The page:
My personal streak is over. I had successfully assaulted Mitchell three years in a row. It was bittersweet for me to miss this ride. On one hand, it felt like I was missing out. On the other hand, I absolutely love hearing the stories regardless whether I ride or not.
Everybody has a story, and they are all interesting. Whether someone has a sub 6-hour time, or whether they barely make the cutoff, they all have to deal with the mountain in their own way.
While I love all the stories, the ones that really inspire me are from the people that have seemingly insurmountable obstacles to overcome, yet they still manage to beat the mountain. A lot of my favorite stories have been from people who have completed the ride in the 11-12 hour range. One year a friend had cramps so bad that he could not ride, so he walked the last three miles in bike cleats. Another person struggled with being overweight, yet he still managed to push himself up the mountain in time. Those people are the real champions. If I were in the same position, I would be tempted to take the SAG wagon. That said, I can also somewhat relate. Last year I managed my assault dealing with injury woes and not much training time. Even though it hurt more and took longer to get up the mountain, the uncertainly of where I could do it made the satisfaction that much better. My slowest Mitchell was my proudest Mitchell.
This year I was particularly moved by the experience of David Hollingsworth. He was the last place finisher, and had to fight with his body to get to the finish line before the cutoff time. That sort of determination to ignore the pain and complete the challenge is beyond inspiring. I highly recommend that you read his ride report. Congrats David! Seeing your triumph really moves me to get myself healthy to give it another go. He is right that just finishing, whether first, last, or somewhere in between, is winning.
Like all rides, Mitchell has social value. Even though the nature of cycling is individual, people work together. The large packs help riders collectively get through the rolling hills before the climbing starts, while others will help each other on the climbs.
There is a lot of camaraderie. Nearly 1,000 people line up before dawn, all with butterflies in their stomach, all focused on ending their adventure at the highest point in the Eastern US. They are all in it together. If you go to a concert or any other event with 1,000 people, you’ll never see the chatting and encouragement that people give to complete strangers. Mitchell is in many ways a team event, with somewhere around 800-1,000 people on the same team.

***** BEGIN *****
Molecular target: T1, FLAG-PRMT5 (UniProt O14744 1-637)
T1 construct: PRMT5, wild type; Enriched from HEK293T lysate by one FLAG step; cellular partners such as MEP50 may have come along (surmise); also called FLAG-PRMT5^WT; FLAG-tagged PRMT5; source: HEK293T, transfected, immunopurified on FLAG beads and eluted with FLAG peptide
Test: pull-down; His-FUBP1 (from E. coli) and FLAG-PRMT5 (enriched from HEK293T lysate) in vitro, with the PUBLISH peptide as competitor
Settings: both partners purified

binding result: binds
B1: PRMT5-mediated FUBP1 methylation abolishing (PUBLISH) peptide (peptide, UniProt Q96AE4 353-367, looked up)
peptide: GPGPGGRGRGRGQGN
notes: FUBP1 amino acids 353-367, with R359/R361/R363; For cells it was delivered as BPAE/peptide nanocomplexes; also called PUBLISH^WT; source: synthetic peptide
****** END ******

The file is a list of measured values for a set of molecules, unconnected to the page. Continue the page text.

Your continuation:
The smiling faces in the picture above are from my local community. I’m good friends with a lot of them, most of them. Jack Daniel coordinated getting everybody together on the evening before the ride and having them pose together for a picture. A lot of these people would ride and finish together, sharing the pace. I believe all, or at least most, completed their assault. Some accomplished it for the first time, while others repeated and beat their time from previous years.
Kevin Pearl aka ‘Masher’ lives nearly 500 miles away from me out in Kentucky. You wouldn’t think that he’d forge a bond with this group from Columbia, but he did, and I’m pleased to have been the link. I’ve known Kevin for a couple years now thanks to his and my blog, but we first met in person at Mitchell last year. We rode pretty close together and talked until shortly after the climbing began. If my memory is correct, he finished just a little bit after I did.
He met Jack Daniel at the starting line last year. Jack has roots in Kentucky but lives in Columbia. From that meeting, they struck up a friendship and met each other at the top of the mountain last Monday — sharing the experience with each other. Kevin wrote a nice blog post here where he talked about the Jack connection and other connections he made along the way. I like his exchange with a female cyclist, whose motivation was “if I don’t mind; it don’t matter.” I’ve had similar experiences along the way. As you’re struggling and encounter another person struggling with you, it’s easy and somewhat relaxing to share some words of encouragement. It matters.
I heard from another friend, Warren from the Clemson area, who bumped into a friend of mine, Wes, who I worked with on the Blue Ridge Parkway last year. I’ve seen Warren at a lot of climbing events over the last few years and we have struck up a friendship. He had some physical challenges this past year, but he still was able to put in the work and set a goal. I was pleased to hear that he beat his PR. Wes cramped up on his first Mitchell attempt two years ago, finished at close to the same time that I did last year, and blew away that time this year. We have the same coach, so that bodes well for my future. Somehow this pair dropped my name and forged a connection, and they finished very close to each other.
Mitchell is my favorite ride. Even though I couldn’t be there, I still enjoyed the experience living through others. Next year will be my year. Maybe I’ll be healthy enough to try and take out my personal best. Who knows?